The following settings were applied to the SR560 amplifiers. The amplifiers were configured to amplify their input in differential mode to reduce the effects of noise on the electrode leads. On both amplifiers, an analog anti-aliasing filter with cut-off 30 kHz with 6dB/octave roll-off was enabled to filter out high-frequency noise. The amplifier gains were set to the maximal possible gain before signal clipping occurred, which depended on the subject (see Table 1). The ADC has a maximal total sampling rate of 400 kHz across all channels, resulting in a sampling rate of 133 kHz for each of the three digitized channels (i.e. 2 EEG signals from the SR560s and a trigger signal from the stimulation POD, see below).

#### Control and safety circuitry

The stimulation POD was configured to emit a trigger pulse on every stimulation pulse. This trigger signal serves two purposes. Firstly, it is digitised as an additional input channel by the ADC along with the EEG signals from the amplifiers. This recorded trigger signal is used for cutting the EEG recordings into trials for averaging during the offline analysis. Secondly, the trigger signal is connected to the blanking input of the SR560s. While the blanking input is high, the amplifier gain is set to zero, i.e. the recorded voltage is “blanked” during the triggers. This method ensures that the large voltages caused by stimulation (i.e. stimulation artifacts) are not amplified, which may cause the amplifier to saturate. The blanking length was controlled by a variable resistor connected to a SN74121 monostable multivibrator circuit (Texas Instruments), which allowed to set the duration of the trigger pulse at the SR560 blanking input.

Additional measures were required to ensure the subject’s safety. The entire set-up is DC powered by batteries to avoid any possible connections to mains voltage. A DC blocking circuit consisting of a resistor-capacitor (RC) high-pass filter with cut-off frequency of 0.15 Hz was inserted between the amplifier input and the access board to prevent any leakage currents of the amplifier’s input transistors from flowing back to the subject. Isolation barriers are inherently present in several devices in the set-up (ADC, SR560 blanking input, POD), which creates galvanic separations between the subject and any equipment that may fault.

### Stimuli

The targeted EABR and ECEP responses are evoked using biphasic electrical click trains. The stimulation pulses are presented in bipolar configuration, i.e. the stimulus voltage is applied between two intracochlear electrodes. The advantage of using a bipolar stimulus is that both extracochlear reference electrodes MP1 and MP2 are available for recordings. For every subject, the electrodes with the lowest thresholds are selected as the stimulation electrodes, and are shown in Table 1. The pulse width of each phase is 100 $${\upmu }\hbox {s}$$ with an inter-phase gap of 8 $${\upmu }\hbox {s}$$. The polarity of the pulses is alternated every trial in order to reduce the stimulation artifact when averaging across trials.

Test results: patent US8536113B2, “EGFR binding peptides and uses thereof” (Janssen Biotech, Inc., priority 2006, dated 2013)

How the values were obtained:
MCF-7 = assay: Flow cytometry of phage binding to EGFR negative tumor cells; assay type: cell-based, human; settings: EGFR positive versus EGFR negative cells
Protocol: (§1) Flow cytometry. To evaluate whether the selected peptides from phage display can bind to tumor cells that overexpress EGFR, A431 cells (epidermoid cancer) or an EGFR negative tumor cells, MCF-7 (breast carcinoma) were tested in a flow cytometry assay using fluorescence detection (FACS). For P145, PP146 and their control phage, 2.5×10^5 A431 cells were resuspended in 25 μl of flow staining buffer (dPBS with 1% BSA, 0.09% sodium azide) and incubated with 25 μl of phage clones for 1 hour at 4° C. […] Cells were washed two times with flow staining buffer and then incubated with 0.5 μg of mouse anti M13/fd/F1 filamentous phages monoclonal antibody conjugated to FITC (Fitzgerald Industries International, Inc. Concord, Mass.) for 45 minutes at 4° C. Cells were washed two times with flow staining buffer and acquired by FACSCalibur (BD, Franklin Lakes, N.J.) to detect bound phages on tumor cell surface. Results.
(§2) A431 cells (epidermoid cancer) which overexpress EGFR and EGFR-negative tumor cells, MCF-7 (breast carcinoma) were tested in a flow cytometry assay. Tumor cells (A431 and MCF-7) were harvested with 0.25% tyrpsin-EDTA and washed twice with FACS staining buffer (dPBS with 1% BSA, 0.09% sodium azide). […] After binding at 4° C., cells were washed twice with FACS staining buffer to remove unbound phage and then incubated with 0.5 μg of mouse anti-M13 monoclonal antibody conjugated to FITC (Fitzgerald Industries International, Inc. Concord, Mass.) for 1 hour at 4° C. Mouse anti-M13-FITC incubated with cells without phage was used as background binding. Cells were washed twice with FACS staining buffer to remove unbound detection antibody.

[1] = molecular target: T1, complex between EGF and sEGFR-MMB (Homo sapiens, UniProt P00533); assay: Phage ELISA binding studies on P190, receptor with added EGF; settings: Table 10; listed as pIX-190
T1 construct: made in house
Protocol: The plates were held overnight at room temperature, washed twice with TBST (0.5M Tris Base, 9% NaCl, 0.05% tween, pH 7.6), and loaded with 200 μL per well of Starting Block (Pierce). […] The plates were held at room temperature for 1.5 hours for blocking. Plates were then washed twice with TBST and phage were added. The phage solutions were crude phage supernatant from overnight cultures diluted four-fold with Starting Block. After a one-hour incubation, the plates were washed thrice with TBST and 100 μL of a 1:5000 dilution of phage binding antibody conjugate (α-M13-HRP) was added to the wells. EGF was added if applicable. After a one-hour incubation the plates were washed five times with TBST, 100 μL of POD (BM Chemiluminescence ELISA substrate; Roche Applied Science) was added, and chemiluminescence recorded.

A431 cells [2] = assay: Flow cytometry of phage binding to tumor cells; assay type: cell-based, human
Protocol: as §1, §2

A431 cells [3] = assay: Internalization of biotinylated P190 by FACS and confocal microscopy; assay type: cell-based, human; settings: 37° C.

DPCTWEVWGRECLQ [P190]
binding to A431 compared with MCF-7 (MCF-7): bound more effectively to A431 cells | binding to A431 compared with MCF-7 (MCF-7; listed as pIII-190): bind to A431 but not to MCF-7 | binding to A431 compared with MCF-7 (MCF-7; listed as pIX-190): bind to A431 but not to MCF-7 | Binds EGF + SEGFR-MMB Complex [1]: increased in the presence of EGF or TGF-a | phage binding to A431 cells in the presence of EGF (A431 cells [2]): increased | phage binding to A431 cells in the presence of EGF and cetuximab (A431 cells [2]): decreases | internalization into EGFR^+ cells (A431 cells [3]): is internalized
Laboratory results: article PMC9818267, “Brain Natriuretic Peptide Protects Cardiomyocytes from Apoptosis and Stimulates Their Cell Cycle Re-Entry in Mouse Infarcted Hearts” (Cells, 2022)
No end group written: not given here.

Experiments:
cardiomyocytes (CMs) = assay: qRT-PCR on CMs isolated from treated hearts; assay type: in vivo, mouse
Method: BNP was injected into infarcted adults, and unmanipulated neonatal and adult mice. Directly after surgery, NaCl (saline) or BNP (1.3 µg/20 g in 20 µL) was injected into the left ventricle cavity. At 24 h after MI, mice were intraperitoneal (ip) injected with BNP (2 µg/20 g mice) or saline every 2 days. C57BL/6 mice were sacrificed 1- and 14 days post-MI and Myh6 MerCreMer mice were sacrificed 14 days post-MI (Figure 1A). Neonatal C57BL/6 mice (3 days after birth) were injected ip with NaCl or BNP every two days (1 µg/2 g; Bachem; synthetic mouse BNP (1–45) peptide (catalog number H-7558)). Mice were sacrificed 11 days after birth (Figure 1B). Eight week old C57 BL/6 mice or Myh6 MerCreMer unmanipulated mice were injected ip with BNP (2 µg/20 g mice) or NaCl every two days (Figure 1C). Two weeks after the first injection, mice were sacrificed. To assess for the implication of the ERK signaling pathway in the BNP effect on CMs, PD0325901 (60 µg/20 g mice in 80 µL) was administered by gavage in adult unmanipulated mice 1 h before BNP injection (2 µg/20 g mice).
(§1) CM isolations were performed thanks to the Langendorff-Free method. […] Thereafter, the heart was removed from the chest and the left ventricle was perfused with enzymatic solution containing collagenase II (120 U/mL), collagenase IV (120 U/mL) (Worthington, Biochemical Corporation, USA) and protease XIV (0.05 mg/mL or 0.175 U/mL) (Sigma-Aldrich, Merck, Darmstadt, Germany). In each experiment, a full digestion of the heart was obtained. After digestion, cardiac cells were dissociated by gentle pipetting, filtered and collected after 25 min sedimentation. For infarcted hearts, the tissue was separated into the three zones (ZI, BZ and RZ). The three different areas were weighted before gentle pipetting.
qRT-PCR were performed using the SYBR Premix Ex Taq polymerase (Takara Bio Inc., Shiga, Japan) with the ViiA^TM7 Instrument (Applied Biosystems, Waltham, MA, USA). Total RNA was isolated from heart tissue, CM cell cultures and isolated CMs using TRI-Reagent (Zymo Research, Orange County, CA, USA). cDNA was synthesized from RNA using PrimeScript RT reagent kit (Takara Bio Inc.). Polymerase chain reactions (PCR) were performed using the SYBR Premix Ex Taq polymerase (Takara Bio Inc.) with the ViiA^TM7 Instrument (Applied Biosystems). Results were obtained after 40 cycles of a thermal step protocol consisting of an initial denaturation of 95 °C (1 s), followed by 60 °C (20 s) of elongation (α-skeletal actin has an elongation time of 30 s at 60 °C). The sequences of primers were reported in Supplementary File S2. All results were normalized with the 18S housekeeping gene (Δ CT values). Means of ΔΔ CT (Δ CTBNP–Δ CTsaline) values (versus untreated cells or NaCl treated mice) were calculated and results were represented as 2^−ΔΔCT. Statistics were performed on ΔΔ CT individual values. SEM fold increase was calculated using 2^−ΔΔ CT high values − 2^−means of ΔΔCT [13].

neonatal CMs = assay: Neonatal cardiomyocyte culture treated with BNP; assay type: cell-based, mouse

For the EABR, a single biphasic pulse is repeated at 27 Hz. In total, 3000 trials are recorded, resulting in a recording time of 2 minutes per EABR trace. The blanking length is set to 1 ms. For the ECEP, a 2000 Hz burst of biphasic pulses sustained for 5 ms is repeated at 1 Hz. In total, 300 trials are recorded, resulting in a recording time of 5 minutes for a single ECEP trace. The blanking length is set to 10 ms such that the artifact of the entire pulse burst is blanked. To prevent the implant from losing power, power-up frames are inserted in the stimulus sequences every 1 ms, except for the 12 ms post-stimulus interval. These frames only deliver power to the implant and do not stimulate the neural tissue. They cause a small electrical artifact which is removed through linear interpolation (Fig.  8A).

### Signal processing and artifact removal

Every stimulation pulse causes a large stimulation artifact in the EEG recording. Especially for recordings from intracochlear electrodes, the artifacts were hypothesized to be extremely large, as stimulation and recording electrodes are located closely together in the cochlea. The stimulation artifact consists of two main components: a large, biphasic artifact corresponding to the biphasic stimulation pulse, and a subsequent transient exponential decay, caused by the remaining charge imbalances redistributing in the cochlea. Amplifier blanking eliminates the former part of the stimulus artifact completely. However, during blanking, a pedestal artifact appears (Fig. 8A), caused by small differences between amplifier and subject grounds. This pedestal artifact, along with the artifacts from the power-up frames, can be easily removed using linear interpolation between a sample before and a sample after the artifact49, as depicted in Fig. 8A.